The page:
He squeezed my ankles hanging down on each side of his neck and then turned and walked away through the crowd. I was confused. Was he thinking what I was thinking? Of Mama running, of her ear flying off? From his shoulders I could see down the long street to white gulls flying arcs over the blue harbor.
Just before dusk he said good-bye to me on board the ship. The pier smelled of fish and tar. He assured me that he'd come to visit at the end of the school year but that seemed so far in the future as to be irrelevant. He told me that miserable as it might feel to leave, staying at Sweet Grass would in time make me more so. He said this country was diseased, and he was sending me away to save me. He said he used to think civilization moved west until he'd been to the jungles of Mississippi to visit his brother and seen the horrors of what men do to other men when they can, when there's nothing to stop them. He told me the school in England would take care of me-I'd be taught to read and think, and have a chance to become the free man God meant for me to become. His kiss on my forehead left a wet spot that I resisted wiping even as I stood at the rail and watched him hand my papers to the captain, walk down the gangplank, and disappear across the crowded dock.
It was the close of a hot July day, not unlike the day before or the day that surely followed. Yet when the cool spot of his kiss finally dried, I found myself separated from everything I loved and everyone who loved me.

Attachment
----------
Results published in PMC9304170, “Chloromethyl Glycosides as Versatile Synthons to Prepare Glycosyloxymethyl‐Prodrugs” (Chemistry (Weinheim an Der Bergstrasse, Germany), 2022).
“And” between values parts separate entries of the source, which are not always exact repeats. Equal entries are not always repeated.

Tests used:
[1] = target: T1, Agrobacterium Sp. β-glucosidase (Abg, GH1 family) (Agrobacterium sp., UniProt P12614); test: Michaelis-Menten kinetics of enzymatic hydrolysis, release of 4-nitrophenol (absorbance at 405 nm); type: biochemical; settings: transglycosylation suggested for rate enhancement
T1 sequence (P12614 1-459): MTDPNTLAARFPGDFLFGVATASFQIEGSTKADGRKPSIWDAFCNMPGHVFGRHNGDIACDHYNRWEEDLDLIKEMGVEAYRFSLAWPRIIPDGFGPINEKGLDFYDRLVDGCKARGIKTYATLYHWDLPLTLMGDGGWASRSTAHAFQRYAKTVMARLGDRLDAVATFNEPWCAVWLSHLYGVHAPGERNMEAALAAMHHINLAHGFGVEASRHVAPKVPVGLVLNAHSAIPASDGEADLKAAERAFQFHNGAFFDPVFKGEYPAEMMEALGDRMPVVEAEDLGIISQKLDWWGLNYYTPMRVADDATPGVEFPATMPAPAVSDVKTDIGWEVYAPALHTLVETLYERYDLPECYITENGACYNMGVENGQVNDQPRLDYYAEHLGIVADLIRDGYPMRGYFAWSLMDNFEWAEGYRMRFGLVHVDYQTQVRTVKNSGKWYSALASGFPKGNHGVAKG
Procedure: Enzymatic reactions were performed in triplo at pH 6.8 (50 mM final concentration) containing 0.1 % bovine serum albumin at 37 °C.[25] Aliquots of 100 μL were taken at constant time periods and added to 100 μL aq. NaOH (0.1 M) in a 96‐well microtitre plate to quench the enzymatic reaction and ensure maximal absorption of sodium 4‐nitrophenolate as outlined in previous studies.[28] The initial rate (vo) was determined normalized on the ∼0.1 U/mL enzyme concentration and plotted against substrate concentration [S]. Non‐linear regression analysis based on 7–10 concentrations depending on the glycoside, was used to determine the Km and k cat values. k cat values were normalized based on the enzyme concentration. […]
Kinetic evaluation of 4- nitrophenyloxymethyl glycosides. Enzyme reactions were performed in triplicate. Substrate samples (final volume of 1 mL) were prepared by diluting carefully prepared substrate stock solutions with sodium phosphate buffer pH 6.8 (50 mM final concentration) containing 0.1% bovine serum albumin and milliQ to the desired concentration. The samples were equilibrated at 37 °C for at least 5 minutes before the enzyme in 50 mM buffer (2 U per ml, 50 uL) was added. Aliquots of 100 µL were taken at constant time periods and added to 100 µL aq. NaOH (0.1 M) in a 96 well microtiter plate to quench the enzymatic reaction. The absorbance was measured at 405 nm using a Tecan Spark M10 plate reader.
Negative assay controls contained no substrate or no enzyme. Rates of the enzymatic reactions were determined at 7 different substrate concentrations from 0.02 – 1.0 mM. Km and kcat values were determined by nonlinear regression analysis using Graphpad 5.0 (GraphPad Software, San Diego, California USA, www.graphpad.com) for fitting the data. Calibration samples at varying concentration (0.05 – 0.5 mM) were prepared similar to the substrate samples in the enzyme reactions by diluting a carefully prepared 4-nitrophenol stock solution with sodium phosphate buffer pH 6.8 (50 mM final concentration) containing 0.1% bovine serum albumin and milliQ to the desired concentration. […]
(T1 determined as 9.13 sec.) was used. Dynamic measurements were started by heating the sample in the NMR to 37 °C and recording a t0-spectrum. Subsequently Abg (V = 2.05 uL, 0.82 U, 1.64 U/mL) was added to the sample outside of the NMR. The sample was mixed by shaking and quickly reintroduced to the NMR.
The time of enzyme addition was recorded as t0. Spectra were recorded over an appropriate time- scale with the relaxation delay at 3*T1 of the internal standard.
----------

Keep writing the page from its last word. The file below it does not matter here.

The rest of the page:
ON BOARD SHIP I was given my own compartment and then left alone to mourn. In the dark I could feel the pitch and roll of the ship, hear the creak of the timbers and the occasional shouts of the crew. The first morning I dared a peek out on deck, but the sight of the gray sea and the sky forever in all directions frightened me and I quickly threw myself back onto my bunk. I slept and cried all day and night and day and night again. My grief must have alarmed the captain, for he sent for me to be picked up by the ears and carried into the dining area. When I refused to sip the wretched soup, an old man with the dirtiest fingers I'd ever seen pushed rancid chunks of cod into my mouth while he proclaimed over and over again that a boy like me ought to be grateful.
This happened often enough during the voyage that for many years afterward I confused the words grateful with nauseated.
The difficulty of this trip cannot be underestimated. It marked me forever, and even when I say or write the words ocean or ship, I think of that experience and feel again the yawning solitude that swallowed me. I didn't want to cross the sea. I didn't want to study-whatever that meant. And what good was freedom if I had no control?
We all suffer. My father had assumed I already knew this. But I didn't. I was a child. I only knew that I suffered.
I arrived so ill that I remember nothing of my transport from the ship to Hodgson Academy, a half day's carriage ride from London. I remember only waking from my fever on a comfortable bed in a small white room with a table, a chair, and a lamp. Here I was brought regular meals and a change of sheets by a woman with what I assumed must have been a great fear that if she moved her mouth to speak, or smiled, her hard white face would crack like an egg. In silence I was served, in silence my bed was changed, and in silence I was peeked at and prodded for signs of the lingering disease of my diseased country. Night fob lowed day followed night. Had I dreamed water as far as I could see, water that touched the sky? I remembered the plantation and its grasses and trees, the cool stream where I played with my father, the taste of bare dirt outside our door and the salt on my mother's skin, the sound of voices, dogs, cows-the smell of my mother and the cabin: these things had been separated from me by ocean and by time. How much? I didn't know. Did it matter? Once I closed the door on the cabin, the door was closed. It happened-or did I dream that, too?
Excerpted from FREEMAN WALKER by DAVID ALLAN CATES Copyright © 2008 by David Allan Cates. Excerpted by permission.